Hardly a week passes when the headlines of the nation’s newspapers don’t feature at least one serious truck related accident. Whether they involve famous individuals such as the accident that nearly took Tracy Morgan’s life, or simply a family on their way to a vacation, many of these accidents can be tied directly to driver fatigue.
Under current regulations, truck drivers carrying goods may not drive more than 11 hours per day, and can not be on duty for longer than 14 hours per day. Further, drivers are required to take a 30 minute rest every eight hours. They must also have at least 10 consecutive hours off-duty between their shifts. Passenger carrying drivers may only drive for 10 hours, and must have 8 consecutive hours off-duty between their shifts. Exceptions to this are short-haul drivers. Throughout the week, drivers may not drive more than 70 hours every 8 days, with a break of not less than 34 hours between each 8-day cycle.
These regulations are intended to ensure that truck drivers are rested and alert as they carry their cargo down the road. This keeps truckers and other drivers on the road safe. That is why the recent attempts to increase the amount of time truckers can operate their vehicles is concerning. Presently, there is a movement in Congress being led by the American Trucking Association to allow drivers to drive up to 82 hours per week. Such an increase would allow drivers contracted to large trucking companies to make more trips, but would certainly increase the risk of fatigue and the stress truck drivers are already struggling with.
Compounding this are attempts by heavyweights within the trucking industry to roll back investment for monitoring equipment within trucks. These wireless technologies and collision avoidance devices would make it easier to monitor how long drivers are driving and the overall condition of their vehicles.
These improvements are designed to protect truckers by ensuring their vehicles are not only operating properly, but that their drivers are not being overworked by their employers. Attached to this are attempts to reduce the legal driving age of commercial vehicles from 21 to 18. Such a move would put younger, less experienced drivers at considerable risk of accident or injury.
The concern amongst truckers is very real. From 2009-2013, truck-involved crashes rose 17%. According to the Department of Transportation, approximately 4,000 people die in truck related accidents; many of which were the direct result of driver fatigue. Thus, it doesn’t take a Chicago truck accident attorney to piece together the fact that exhausting overworked drivers even further will lead to an increase in truck related accidents in the future.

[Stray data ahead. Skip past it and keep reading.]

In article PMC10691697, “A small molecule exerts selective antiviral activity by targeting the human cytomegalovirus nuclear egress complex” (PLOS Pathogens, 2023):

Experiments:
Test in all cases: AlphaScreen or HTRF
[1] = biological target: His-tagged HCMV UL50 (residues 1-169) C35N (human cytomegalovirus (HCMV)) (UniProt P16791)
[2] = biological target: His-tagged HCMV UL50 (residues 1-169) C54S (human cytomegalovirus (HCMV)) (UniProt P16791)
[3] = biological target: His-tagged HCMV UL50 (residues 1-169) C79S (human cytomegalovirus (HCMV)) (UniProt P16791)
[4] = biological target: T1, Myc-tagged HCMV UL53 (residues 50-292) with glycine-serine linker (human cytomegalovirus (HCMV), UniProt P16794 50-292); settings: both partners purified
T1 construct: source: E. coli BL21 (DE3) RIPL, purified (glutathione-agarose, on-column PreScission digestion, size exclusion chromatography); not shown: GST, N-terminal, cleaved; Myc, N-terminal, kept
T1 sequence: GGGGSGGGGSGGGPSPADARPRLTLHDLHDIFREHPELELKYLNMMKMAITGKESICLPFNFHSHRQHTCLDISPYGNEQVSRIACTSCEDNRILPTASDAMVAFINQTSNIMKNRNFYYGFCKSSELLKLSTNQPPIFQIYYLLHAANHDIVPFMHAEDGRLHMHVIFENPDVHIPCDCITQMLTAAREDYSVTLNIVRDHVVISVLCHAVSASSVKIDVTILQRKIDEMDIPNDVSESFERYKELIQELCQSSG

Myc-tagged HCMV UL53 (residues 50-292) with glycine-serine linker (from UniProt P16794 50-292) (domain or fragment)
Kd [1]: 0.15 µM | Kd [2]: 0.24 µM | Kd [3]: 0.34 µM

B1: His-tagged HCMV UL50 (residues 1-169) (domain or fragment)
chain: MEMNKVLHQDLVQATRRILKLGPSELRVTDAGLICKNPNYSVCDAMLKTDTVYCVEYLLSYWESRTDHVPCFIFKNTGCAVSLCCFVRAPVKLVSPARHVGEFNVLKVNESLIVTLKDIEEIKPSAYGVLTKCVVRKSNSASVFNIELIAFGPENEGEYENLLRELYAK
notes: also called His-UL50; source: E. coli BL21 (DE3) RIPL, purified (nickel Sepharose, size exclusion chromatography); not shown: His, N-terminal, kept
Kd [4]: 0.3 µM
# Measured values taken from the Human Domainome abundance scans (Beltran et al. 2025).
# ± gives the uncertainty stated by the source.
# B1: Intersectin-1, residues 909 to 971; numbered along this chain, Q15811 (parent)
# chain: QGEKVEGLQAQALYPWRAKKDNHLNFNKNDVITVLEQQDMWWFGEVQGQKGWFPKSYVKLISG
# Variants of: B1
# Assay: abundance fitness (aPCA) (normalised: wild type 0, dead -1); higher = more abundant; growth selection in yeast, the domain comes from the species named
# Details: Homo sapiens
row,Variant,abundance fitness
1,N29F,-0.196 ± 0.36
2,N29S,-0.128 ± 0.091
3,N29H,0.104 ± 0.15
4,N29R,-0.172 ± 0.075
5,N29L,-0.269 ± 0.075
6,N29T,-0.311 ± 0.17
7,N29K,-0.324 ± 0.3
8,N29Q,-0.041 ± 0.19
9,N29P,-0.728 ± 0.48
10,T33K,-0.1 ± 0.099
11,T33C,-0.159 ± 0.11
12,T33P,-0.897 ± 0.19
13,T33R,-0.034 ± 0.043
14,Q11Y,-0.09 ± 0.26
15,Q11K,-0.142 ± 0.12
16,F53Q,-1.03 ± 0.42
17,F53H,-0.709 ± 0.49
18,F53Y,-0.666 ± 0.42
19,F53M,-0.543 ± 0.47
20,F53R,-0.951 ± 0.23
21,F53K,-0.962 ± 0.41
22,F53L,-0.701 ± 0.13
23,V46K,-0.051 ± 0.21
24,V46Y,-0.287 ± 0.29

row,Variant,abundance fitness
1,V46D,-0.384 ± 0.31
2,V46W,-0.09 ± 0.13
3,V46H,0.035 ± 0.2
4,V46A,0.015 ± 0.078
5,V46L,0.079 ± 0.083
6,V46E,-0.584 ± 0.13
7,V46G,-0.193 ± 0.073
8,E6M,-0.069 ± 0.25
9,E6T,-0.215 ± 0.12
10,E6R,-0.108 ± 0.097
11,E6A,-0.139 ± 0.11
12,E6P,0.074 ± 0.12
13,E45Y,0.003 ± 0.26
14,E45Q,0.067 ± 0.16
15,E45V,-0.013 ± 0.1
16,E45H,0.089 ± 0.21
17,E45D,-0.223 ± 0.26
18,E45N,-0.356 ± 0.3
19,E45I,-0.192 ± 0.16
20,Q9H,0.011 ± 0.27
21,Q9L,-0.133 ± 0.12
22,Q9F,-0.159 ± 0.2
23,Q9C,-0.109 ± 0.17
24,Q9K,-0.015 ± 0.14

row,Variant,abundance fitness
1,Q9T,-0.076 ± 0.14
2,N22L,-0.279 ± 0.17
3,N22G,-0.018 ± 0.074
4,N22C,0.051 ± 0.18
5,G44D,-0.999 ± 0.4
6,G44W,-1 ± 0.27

Nationwide, the trucking industry generates over $700 billion in revenue and carries more than 69% of all domestic freight. Industry leaders argue that longer work weeks will allow the industry to transport more goods, thus stimulating the economy even further. However, that stimulation will come at a serious cost to both truckers and other drivers on the road.
Indeed, a 2011 study conducted by Penn State University showed that the potential for accidents involving large trucks skyrockets during the 11th hour of driving. Therefore, should regulations be amended to allow for 12- hour driving days or longer, there will quite literally be a “witching hour” that could put an increased number of truckers and private passenger vehicles at risk for accident, injury, and even death.
In addition to vehicle involved accidents, the increases in working hours the industry is pushing for would put truckers at increased risk of job related injuries. Exhausted drivers unloading their loads at loading docks and terminals across the country would be placed at an increased risk for slip and fall accidents, etc. As a point of fact, the vast majority of workers compensation claims filed by truckers are not from vehicle-vehicle accidents, but as the result of injuries sustained loading and unloading their freight.
Should new regulations be adopted by the government that allow drivers to work longer hours, there is no question that trucking companies will take advantage of this. They will no doubt push drivers to their physical limits and in the process increase rates of fatigue. This will have an exponential effect on the number of accidents and injuries drivers are involved in.
Thus far, the Federal Motor Carrier Safety Administration has resisted efforts to increase the amount of time truck drivers may operate their vehicles throughout the week. They have won several legal challenges in that regard and were able to convince lawmakers to leave it out of last year’s appropriations bill. These renewed attempts to convince Congress to amend the rules are merely a continuation of last year’s efforts. Chicago trucking accident attorneys and truck drivers across the country remain hopeful that Congress will keep the brakes on them this year.